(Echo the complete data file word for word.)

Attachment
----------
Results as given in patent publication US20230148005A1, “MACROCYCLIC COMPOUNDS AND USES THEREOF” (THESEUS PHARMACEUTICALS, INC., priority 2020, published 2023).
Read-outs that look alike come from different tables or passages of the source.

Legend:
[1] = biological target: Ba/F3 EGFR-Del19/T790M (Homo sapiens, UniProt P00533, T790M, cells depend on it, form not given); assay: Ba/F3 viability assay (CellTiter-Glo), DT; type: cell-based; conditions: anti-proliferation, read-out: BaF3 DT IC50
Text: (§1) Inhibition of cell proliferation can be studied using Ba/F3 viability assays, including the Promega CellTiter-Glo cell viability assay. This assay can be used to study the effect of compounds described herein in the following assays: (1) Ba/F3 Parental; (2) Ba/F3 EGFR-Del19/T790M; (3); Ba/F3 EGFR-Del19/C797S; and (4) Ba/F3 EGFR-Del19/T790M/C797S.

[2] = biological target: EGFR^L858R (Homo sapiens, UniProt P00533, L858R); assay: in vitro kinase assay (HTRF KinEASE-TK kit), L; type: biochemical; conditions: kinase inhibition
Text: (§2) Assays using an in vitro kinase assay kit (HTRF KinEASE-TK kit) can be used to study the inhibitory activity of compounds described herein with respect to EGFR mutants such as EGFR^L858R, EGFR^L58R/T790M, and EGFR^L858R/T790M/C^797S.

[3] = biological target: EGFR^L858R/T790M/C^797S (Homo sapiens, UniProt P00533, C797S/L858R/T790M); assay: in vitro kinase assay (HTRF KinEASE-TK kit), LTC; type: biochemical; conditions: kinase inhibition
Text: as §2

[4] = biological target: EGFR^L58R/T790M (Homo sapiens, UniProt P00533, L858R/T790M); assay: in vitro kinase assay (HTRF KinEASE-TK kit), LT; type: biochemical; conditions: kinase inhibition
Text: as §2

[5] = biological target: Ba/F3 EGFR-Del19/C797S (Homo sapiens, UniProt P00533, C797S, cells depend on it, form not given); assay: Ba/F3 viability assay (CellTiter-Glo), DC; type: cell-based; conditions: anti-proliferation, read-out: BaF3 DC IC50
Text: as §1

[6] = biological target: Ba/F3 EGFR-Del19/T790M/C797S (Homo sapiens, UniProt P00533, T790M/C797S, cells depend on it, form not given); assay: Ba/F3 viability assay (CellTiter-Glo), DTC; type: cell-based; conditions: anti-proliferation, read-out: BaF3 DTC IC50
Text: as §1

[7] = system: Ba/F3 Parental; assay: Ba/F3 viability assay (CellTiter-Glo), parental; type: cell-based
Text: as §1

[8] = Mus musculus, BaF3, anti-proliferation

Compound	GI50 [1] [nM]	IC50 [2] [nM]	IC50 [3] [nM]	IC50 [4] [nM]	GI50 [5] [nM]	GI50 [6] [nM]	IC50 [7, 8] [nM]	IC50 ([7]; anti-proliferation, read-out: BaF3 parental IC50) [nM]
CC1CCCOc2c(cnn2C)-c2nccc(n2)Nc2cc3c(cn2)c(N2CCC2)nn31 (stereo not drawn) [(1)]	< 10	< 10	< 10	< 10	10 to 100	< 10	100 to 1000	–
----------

Results as given in patent publication US20230148005A1, “MACROCYCLIC COMPOUNDS AND USES THEREOF” (THESEUS PHARMACEUTICALS, INC., priority 2020, published 2023).
Read-outs that look alike come from different tables or passages of the source.

Legend:
[1] = biological target: Ba/F3 EGFR-Del19/T790M (Homo sapiens, UniProt P00533, T790M, cells depend on it, form not given); assay: Ba/F3 viability assay (CellTiter-Glo), DT; type: cell-based; conditions: anti-proliferation, read-out: BaF3 DT IC50
Text: (§1) Inhibition of cell proliferation can be studied using Ba/F3 viability assays, including the Promega CellTiter-Glo cell viability assay. This assay can be used to study the effect of compounds described herein in the following assays: (1) Ba/F3 Parental; (2) Ba/F3 EGFR-Del19/T790M; (3); Ba/F3 EGFR-Del19/C797S; and (4) Ba/F3 EGFR-Del19/T790M/C797S.

[2] = biological target: EGFR^L858R (Homo sapiens, UniProt P00533, L858R); assay: in vitro kinase assay (HTRF KinEASE-TK kit), L; type: biochemical; conditions: kinase inhibition
Text: (§2) Assays using an in vitro kinase assay kit (HTRF KinEASE-TK kit) can be used to study the inhibitory activity of compounds described herein with respect to EGFR mutants such as EGFR^L858R, EGFR^L58R/T790M, and EGFR^L858R/T790M/C^797S.

[3] = biological target: EGFR^L858R/T790M/C^797S (Homo sapiens, UniProt P00533, C797S/L858R/T790M); assay: in vitro kinase assay (HTRF KinEASE-TK kit), LTC; type: biochemical; conditions: kinase inhibition
Text: as §2

[4] = biological target: EGFR^L58R/T790M (Homo sapiens, UniProt P00533, L858R/T790M); assay: in vitro kinase assay (HTRF KinEASE-TK kit), LT; type: biochemical; conditions: kinase inhibition
Text: as §2

[5] = biological target: Ba/F3 EGFR-Del19/C797S (Homo sapiens, UniProt P00533, C797S, cells depend on it, form not given); assay: Ba/F3 viability assay (CellTiter-Glo), DC; type: cell-based; conditions: anti-proliferation, read-out: BaF3 DC IC50
Text: as §1

[6] = biological target: Ba/F3 EGFR-Del19/T790M/C797S (Homo sapiens, UniProt P00533, T790M/C797S, cells depend on it, form not given); assay: Ba/F3 viability assay (CellTiter-Glo), DTC; type: cell-based; conditions: anti-proliferation, read-out: BaF3 DTC IC50
Text: as §1

[7] = system: Ba/F3 Parental; assay: Ba/F3 viability assay (CellTiter-Glo), parental; type: cell-based
Text: as §1

[8] = Mus musculus, BaF3, anti-proliferation

Compound	GI50 [1] [nM]	IC50 [2] [nM]	IC50 [3] [nM]	IC50 [4] [nM]	GI50 [5] [nM]	GI50 [6] [nM]	IC50 [7, 8] [nM]	IC50 ([7]; anti-proliferation, read-out: BaF3 parental IC50) [nM]
CC1CCCOc2c(cnn2C)-c2nccc(n2)Nc2cc3c(cn2)c(N2CCC2)nn31 (stereo not drawn) [(1)]	< 10	< 10	< 10	< 10	10 to 100	< 10	100 to 1000	–